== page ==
Christie Anne Brayley, 17, died in a bathroom at West Lane Hospital in Middlesbrough on Thursday after a two-year struggle with mental health issues

Nadia Sharif took her own life in West Lane in August 2019. During her three years of care by mental health services she was subject to ten different placements and there was a ‘consistent and insufficient recognition of risk,’ the report found. In total 46 problems were identified with her care across various agencies.

Emily Moore died in Lanchester Road Hospital in Durham in February 2020 after receiving treatment at West Lane. There were 200 self-harming incidents in her final 12 months. The report said her family were ‘increasingly concerned’ the ward at West Lane was ‘unable to keep her safe.’ Investigators found 14 problems in her care, eight of which related to West Lane.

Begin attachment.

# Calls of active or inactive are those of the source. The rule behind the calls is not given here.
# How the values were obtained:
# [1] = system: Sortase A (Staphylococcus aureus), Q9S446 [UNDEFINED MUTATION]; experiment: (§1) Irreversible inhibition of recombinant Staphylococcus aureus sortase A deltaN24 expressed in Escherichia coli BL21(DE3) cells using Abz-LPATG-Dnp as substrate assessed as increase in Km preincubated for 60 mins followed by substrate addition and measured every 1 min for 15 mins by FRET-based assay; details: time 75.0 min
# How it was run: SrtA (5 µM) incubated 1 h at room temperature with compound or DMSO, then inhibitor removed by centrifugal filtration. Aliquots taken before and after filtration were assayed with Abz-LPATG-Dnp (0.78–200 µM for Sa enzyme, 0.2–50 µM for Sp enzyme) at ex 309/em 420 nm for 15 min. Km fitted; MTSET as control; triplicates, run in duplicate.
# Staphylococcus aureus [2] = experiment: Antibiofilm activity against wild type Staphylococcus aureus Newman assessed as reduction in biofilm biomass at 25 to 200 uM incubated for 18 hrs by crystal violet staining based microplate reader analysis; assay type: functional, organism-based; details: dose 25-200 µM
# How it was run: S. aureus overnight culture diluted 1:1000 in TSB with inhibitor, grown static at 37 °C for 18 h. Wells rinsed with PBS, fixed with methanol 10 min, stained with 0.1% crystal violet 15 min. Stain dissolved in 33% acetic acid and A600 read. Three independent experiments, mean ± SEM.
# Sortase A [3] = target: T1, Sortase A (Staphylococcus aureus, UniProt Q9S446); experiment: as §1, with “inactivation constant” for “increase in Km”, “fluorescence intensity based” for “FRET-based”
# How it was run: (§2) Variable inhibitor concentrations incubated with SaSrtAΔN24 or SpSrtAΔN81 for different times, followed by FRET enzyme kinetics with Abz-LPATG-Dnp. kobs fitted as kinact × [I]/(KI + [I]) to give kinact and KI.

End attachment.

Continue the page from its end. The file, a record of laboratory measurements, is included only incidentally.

Commenting on the report David Jennings, chair of Tees, Esk and Wear Valleys NHS Foundation Trust, said: ‘We would like to reiterate how deeply sorry we are for the events that contributed to the deaths of Christie, Nadia and Emily.’

He said: ‘This report covers a period of time where it was abundantly clear there were shortfalls in both care and leadership.’ Significantly changes have since been implemented, he said.

Margaret Kitching, the Chief Nurse for NHS England, North East and Yorkshire, said the report ‘raises extremely significant concerns’ and that patients ‘hadn’t received the care they deserve.’

Christie’s father Michael Harnett said the report was ‘shocking’ as it confirmed ‘it was happening to every single patient.’

He said:’Not one patient had anything good to say. Everything we went through, it was not just us it was everyone in there went through the same, every family.’